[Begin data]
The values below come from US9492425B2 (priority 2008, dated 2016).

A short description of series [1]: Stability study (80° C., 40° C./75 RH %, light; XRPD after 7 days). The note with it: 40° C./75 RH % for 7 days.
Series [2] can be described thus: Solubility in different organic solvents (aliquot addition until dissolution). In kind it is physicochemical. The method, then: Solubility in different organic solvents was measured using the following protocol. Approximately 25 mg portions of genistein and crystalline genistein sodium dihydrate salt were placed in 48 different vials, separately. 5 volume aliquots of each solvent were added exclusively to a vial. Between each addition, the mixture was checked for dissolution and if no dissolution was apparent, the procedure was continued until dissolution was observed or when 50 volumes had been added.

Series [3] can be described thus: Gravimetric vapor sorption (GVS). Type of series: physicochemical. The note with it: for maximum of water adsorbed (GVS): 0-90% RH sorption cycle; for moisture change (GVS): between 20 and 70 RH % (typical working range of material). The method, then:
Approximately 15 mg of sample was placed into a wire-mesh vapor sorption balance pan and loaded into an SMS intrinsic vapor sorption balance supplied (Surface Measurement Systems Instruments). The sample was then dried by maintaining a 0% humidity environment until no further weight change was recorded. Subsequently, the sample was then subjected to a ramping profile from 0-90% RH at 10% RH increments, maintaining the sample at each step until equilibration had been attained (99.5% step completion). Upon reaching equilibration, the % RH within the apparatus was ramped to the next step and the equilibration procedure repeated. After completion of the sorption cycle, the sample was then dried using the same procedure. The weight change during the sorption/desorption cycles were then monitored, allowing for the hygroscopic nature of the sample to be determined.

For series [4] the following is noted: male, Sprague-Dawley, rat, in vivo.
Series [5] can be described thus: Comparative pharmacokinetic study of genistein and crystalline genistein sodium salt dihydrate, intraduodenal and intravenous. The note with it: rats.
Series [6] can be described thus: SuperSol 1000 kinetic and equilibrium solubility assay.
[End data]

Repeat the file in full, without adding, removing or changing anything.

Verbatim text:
The values below come from US9492425B2 (priority 2008, dated 2016).

A short description of series [1]: Stability study (80° C., 40° C./75 RH %, light; XRPD after 7 days). The note with it: 40° C./75 RH % for 7 days.
Series [2] can be described thus: Solubility in different organic solvents (aliquot addition until dissolution). In kind it is physicochemical. The method, then: Solubility in different organic solvents was measured using the following protocol. Approximately 25 mg portions of genistein and crystalline genistein sodium dihydrate salt were placed in 48 different vials, separately. 5 volume aliquots of each solvent were added exclusively to a vial. Between each addition, the mixture was checked for dissolution and if no dissolution was apparent, the procedure was continued until dissolution was observed or when 50 volumes had been added.

Series [3] can be described thus: Gravimetric vapor sorption (GVS). Type of series: physicochemical. The note with it: for maximum of water adsorbed (GVS): 0-90% RH sorption cycle; for moisture change (GVS): between 20 and 70 RH % (typical working range of material). The method, then:
Approximately 15 mg of sample was placed into a wire-mesh vapor sorption balance pan and loaded into an SMS intrinsic vapor sorption balance supplied (Surface Measurement Systems Instruments). The sample was then dried by maintaining a 0% humidity environment until no further weight change was recorded. Subsequently, the sample was then subjected to a ramping profile from 0-90% RH at 10% RH increments, maintaining the sample at each step until equilibration had been attained (99.5% step completion). Upon reaching equilibration, the % RH within the apparatus was ramped to the next step and the equilibration procedure repeated. After completion of the sorption cycle, the sample was then dried using the same procedure. The weight change during the sorption/desorption cycles were then monitored, allowing for the hygroscopic nature of the sample to be determined.

For series [4] the following is noted: male, Sprague-Dawley, rat, in vivo.
Series [5] can be described thus: Comparative pharmacokinetic study of genistein and crystalline genistein sodium salt dihydrate, intraduodenal and intravenous. The note with it: rats.
Series [6] can be described thus: SuperSol 1000 kinetic and equilibrium solubility assay.